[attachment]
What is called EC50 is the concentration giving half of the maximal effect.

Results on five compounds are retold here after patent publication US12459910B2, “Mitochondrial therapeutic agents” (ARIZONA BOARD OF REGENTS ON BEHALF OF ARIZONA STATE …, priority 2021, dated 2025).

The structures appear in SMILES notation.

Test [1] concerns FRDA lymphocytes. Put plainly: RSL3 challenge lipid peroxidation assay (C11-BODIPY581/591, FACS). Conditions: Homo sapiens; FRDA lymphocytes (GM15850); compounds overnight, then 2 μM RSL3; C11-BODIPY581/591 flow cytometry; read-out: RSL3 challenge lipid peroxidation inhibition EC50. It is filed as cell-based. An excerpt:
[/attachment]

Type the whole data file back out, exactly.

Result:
What is called EC50 is the concentration giving half of the maximal effect.

Results on five compounds are retold here after patent publication US12459910B2, “Mitochondrial therapeutic agents” (ARIZONA BOARD OF REGENTS ON BEHALF OF ARIZONA STATE …, priority 2021, dated 2025).

The structures appear in SMILES notation.

Test [1] concerns FRDA lymphocytes. Put plainly: RSL3 challenge lipid peroxidation assay (C11-BODIPY581/591, FACS). Conditions: Homo sapiens; FRDA lymphocytes (GM15850); compounds overnight, then 2 μM RSL3; C11-BODIPY581/591 flow cytometry; read-out: RSL3 challenge lipid peroxidation inhibition EC50. It is filed as cell-based. An excerpt: